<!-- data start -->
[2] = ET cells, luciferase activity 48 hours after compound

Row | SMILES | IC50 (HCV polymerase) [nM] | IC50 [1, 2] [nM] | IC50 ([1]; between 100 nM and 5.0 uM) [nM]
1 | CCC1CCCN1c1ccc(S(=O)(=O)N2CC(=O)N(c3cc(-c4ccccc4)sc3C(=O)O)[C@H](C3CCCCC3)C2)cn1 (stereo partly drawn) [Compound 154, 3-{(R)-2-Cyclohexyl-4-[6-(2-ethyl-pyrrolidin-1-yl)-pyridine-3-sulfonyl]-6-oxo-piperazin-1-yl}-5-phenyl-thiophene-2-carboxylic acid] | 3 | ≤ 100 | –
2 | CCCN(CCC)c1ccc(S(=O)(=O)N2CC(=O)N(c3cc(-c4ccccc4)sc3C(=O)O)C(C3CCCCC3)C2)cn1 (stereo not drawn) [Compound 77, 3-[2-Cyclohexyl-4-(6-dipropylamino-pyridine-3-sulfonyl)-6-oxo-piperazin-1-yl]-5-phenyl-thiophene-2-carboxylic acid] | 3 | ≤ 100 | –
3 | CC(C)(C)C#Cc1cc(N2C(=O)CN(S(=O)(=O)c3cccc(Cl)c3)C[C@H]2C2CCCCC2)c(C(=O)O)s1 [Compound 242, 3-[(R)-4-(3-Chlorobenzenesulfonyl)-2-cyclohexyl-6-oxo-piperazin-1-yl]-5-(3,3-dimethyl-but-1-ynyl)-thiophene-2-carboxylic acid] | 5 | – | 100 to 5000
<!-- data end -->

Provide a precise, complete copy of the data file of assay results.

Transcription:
[2] = ET cells, luciferase activity 48 hours after compound

Row | SMILES | IC50 (HCV polymerase) [nM] | IC50 [1, 2] [nM] | IC50 ([1]; between 100 nM and 5.0 uM) [nM]
1 | CCC1CCCN1c1ccc(S(=O)(=O)N2CC(=O)N(c3cc(-c4ccccc4)sc3C(=O)O)[C@H](C3CCCCC3)C2)cn1 (stereo partly drawn) [Compound 154, 3-{(R)-2-Cyclohexyl-4-[6-(2-ethyl-pyrrolidin-1-yl)-pyridine-3-sulfonyl]-6-oxo-piperazin-1-yl}-5-phenyl-thiophene-2-carboxylic acid] | 3 | ≤ 100 | –
2 | CCCN(CCC)c1ccc(S(=O)(=O)N2CC(=O)N(c3cc(-c4ccccc4)sc3C(=O)O)C(C3CCCCC3)C2)cn1 (stereo not drawn) [Compound 77, 3-[2-Cyclohexyl-4-(6-dipropylamino-pyridine-3-sulfonyl)-6-oxo-piperazin-1-yl]-5-phenyl-thiophene-2-carboxylic acid] | 3 | ≤ 100 | –
3 | CC(C)(C)C#Cc1cc(N2C(=O)CN(S(=O)(=O)c3cccc(Cl)c3)C[C@H]2C2CCCCC2)c(C(=O)O)s1 [Compound 242, 3-[(R)-4-(3-Chlorobenzenesulfonyl)-2-cyclohexyl-6-oxo-piperazin-1-yl]-5-(3,3-dimethyl-but-1-ynyl)-thiophene-2-carboxylic acid] | 5 | – | 100 to 5000